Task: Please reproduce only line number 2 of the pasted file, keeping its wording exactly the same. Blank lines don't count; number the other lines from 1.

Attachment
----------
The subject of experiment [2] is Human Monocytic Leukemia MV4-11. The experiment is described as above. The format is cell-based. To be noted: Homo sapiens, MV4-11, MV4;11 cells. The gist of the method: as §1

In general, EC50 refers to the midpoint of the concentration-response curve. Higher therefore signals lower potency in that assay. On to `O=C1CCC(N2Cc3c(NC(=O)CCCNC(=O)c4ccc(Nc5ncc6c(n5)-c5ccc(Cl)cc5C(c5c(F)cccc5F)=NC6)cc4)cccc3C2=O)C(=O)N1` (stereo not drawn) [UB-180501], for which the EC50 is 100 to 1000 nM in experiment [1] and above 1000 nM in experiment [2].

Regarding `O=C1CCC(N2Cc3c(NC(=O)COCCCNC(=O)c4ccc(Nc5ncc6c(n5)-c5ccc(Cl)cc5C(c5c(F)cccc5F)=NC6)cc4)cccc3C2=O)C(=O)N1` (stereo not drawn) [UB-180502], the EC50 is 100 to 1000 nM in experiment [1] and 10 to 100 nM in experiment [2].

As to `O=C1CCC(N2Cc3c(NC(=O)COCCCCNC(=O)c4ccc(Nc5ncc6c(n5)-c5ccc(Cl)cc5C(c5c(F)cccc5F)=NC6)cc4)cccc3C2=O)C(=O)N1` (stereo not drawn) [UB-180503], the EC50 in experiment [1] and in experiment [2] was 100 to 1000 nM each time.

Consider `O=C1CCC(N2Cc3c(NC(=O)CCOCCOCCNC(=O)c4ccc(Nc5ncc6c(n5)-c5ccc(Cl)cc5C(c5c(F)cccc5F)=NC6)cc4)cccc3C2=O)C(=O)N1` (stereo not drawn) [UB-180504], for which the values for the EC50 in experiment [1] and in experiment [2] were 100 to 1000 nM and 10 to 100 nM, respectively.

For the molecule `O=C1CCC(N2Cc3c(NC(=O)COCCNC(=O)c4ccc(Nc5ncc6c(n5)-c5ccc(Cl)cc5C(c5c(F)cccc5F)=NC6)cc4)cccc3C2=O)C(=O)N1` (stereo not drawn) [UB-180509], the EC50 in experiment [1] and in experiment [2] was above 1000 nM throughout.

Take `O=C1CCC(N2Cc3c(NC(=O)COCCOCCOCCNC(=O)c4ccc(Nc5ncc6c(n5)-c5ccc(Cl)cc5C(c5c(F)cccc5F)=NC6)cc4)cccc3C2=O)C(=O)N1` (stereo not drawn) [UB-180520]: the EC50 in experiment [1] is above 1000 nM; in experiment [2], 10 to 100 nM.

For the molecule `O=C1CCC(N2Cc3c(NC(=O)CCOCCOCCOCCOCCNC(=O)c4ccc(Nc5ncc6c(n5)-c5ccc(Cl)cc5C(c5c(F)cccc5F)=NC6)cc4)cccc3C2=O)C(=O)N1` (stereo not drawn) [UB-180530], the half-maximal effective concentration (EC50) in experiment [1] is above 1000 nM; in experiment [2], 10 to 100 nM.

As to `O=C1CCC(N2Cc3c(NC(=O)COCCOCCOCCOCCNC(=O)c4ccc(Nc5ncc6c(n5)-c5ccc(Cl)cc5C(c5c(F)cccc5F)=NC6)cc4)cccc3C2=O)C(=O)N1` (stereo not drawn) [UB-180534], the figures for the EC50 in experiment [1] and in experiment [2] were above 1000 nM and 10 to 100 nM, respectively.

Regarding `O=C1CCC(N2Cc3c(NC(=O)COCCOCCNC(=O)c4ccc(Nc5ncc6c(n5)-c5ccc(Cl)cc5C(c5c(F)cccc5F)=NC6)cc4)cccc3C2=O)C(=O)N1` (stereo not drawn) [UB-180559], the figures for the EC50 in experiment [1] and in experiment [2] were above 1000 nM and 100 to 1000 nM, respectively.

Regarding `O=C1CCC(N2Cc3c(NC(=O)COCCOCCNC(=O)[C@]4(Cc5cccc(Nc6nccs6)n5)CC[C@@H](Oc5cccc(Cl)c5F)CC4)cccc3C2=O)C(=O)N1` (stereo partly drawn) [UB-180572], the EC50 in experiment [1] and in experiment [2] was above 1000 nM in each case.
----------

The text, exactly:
In general, EC50 refers to the midpoint of the concentration-response curve. Higher therefore signals lower potency in that assay. On to `O=C1CCC(N2Cc3c(NC(=O)CCCNC(=O)c4ccc(Nc5ncc6c(n5)-c5ccc(Cl)cc5C(c5c(F)cccc5F)=NC6)cc4)cccc3C2=O)C(=O)N1` (stereo not drawn) [UB-180501], for which the EC50 is 100 to 1000 nM in experiment [1] and above 1000 nM in experiment [2].